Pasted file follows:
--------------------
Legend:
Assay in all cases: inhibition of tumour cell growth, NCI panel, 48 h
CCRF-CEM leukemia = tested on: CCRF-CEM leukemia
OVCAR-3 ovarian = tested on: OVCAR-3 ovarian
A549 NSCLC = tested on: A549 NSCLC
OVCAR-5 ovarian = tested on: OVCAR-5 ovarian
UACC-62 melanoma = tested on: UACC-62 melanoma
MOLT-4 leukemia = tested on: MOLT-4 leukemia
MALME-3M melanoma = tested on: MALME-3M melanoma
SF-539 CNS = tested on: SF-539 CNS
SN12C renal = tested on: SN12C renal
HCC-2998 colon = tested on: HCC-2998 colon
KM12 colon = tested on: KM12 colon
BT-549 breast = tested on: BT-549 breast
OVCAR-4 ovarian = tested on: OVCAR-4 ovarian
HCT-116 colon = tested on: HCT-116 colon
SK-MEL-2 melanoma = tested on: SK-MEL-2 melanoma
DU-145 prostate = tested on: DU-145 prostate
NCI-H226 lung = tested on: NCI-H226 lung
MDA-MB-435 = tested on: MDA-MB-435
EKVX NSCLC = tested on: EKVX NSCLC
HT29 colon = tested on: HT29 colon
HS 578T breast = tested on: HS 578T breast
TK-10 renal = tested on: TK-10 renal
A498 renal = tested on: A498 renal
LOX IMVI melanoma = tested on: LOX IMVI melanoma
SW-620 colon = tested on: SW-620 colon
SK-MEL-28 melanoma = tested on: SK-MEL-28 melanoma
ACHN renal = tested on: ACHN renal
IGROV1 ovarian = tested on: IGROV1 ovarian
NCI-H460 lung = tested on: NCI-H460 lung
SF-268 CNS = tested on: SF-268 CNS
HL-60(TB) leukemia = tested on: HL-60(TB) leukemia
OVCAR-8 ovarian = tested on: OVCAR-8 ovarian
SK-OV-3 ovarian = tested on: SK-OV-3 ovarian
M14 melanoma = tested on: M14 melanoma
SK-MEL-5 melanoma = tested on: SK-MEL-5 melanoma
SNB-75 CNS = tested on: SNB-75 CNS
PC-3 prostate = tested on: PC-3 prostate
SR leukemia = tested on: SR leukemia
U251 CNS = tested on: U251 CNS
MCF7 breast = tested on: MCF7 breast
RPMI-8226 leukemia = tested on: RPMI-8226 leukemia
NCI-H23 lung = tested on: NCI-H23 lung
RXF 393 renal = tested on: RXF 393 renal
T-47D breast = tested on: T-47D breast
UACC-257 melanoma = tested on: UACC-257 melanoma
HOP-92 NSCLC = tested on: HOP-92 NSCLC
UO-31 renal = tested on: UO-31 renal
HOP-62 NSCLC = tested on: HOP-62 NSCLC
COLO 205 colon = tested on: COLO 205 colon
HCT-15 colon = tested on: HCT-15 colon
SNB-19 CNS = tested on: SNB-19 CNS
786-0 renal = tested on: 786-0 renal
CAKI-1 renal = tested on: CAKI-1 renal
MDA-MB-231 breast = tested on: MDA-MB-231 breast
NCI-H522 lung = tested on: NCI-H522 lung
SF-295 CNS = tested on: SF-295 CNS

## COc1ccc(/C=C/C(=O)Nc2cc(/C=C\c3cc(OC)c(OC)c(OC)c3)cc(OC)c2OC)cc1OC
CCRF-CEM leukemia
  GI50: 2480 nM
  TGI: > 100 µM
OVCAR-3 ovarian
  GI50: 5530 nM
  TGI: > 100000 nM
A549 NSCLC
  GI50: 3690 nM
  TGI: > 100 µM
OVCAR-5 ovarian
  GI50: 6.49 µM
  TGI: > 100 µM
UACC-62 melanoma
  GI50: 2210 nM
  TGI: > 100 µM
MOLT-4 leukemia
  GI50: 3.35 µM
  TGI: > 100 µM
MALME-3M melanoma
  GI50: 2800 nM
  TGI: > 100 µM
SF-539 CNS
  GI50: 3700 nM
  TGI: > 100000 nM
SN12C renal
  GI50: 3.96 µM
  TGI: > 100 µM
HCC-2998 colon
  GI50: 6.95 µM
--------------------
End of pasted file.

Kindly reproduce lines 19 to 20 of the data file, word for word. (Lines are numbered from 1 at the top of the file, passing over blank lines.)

NCI-H226 lung = tested on: NCI-H226 lung
MDA-MB-435 = tested on: MDA-MB-435